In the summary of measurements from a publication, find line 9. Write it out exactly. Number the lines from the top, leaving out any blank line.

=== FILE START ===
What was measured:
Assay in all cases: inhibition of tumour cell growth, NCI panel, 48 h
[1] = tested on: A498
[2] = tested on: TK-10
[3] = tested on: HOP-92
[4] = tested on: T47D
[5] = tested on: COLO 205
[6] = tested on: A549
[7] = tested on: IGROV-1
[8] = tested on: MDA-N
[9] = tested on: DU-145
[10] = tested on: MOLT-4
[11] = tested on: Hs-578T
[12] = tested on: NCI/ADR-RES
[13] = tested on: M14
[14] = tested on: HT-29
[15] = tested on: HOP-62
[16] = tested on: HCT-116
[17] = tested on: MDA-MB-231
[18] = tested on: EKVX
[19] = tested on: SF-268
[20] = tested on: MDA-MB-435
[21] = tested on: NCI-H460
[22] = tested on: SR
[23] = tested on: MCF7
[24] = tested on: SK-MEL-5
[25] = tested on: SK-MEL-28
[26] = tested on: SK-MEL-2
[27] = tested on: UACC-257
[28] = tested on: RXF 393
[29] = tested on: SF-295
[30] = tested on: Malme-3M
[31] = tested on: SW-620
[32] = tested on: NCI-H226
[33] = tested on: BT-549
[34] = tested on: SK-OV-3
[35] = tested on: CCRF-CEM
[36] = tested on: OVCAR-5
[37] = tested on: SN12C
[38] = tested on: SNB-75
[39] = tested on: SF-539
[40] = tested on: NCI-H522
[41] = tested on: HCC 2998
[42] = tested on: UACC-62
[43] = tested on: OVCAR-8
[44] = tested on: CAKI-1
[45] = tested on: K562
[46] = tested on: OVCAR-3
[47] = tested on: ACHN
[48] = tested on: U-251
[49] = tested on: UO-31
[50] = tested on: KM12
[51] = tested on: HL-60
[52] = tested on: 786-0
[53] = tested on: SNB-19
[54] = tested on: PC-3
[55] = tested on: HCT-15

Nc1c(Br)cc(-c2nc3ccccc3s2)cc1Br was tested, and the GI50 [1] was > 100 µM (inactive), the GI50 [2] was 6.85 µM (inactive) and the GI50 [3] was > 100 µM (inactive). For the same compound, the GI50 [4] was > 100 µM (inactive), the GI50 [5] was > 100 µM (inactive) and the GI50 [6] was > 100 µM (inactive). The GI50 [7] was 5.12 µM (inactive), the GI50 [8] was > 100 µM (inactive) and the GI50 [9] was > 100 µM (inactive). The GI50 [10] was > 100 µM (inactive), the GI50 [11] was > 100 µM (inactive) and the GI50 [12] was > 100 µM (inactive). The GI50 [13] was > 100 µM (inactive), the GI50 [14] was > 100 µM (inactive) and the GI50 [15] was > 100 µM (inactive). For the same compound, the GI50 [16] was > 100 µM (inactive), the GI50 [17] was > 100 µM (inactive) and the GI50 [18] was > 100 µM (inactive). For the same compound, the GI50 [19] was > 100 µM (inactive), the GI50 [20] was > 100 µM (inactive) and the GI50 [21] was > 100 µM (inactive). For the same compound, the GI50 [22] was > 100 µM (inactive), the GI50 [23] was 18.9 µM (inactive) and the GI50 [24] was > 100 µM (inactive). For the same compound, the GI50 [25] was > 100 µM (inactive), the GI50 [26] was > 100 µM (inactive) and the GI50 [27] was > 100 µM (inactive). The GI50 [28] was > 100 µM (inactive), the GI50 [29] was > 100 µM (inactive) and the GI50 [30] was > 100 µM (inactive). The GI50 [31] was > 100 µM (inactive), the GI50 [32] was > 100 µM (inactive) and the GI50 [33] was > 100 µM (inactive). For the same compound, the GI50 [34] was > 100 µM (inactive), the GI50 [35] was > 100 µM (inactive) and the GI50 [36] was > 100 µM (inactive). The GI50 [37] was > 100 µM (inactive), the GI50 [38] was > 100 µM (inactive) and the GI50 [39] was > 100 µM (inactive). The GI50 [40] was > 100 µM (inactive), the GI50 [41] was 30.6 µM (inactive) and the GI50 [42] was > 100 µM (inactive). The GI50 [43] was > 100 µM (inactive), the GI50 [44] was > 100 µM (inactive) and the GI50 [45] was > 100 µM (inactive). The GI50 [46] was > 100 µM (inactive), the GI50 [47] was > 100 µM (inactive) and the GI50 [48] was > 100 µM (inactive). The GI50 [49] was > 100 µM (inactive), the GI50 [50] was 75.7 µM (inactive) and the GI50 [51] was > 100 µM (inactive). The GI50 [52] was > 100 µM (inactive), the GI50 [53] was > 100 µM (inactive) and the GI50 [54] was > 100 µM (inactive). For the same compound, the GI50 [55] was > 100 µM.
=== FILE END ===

[7] = tested on: IGROV-1